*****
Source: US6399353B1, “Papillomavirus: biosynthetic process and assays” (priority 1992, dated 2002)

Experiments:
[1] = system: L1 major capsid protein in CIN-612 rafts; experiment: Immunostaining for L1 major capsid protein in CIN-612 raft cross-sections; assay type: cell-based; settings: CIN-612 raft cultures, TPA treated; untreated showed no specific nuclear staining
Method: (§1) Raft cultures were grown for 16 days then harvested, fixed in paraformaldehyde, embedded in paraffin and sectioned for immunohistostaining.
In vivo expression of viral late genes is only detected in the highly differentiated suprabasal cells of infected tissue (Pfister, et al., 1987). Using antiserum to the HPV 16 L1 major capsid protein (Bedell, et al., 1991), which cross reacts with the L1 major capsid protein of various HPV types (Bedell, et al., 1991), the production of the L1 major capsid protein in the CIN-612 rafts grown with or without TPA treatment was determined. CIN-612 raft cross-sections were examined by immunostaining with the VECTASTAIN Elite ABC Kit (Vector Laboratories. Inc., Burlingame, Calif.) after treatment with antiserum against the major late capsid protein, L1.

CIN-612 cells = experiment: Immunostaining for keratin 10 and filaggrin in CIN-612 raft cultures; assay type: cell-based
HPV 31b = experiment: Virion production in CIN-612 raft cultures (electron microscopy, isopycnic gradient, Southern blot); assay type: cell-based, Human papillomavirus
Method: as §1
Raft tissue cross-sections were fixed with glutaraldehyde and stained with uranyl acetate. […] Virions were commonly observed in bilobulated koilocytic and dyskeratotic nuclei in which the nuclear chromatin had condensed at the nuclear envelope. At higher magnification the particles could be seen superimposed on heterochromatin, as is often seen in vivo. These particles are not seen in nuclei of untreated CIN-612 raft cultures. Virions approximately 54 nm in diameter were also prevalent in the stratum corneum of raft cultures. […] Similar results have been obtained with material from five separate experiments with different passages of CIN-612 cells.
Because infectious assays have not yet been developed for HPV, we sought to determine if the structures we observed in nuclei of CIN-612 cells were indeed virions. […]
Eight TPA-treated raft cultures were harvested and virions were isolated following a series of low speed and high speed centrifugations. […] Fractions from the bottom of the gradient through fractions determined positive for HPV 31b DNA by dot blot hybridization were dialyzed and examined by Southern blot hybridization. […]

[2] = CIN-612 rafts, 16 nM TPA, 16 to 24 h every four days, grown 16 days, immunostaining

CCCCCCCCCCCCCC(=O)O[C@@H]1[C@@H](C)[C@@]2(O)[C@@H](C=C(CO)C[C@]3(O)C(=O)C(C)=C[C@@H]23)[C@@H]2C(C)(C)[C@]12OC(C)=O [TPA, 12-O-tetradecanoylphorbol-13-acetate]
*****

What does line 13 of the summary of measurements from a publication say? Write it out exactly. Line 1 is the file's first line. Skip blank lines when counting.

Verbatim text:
CCCCCCCCCCCCCC(=O)O[C@@H]1[C@@H](C)[C@@]2(O)[C@@H](C=C(CO)C[C@]3(O)C(=O)C(C)=C[C@@H]23)[C@@H]2C(C)(C)[C@]12OC(C)=O [TPA, 12-O-tetradecanoylphorbol-13-acetate]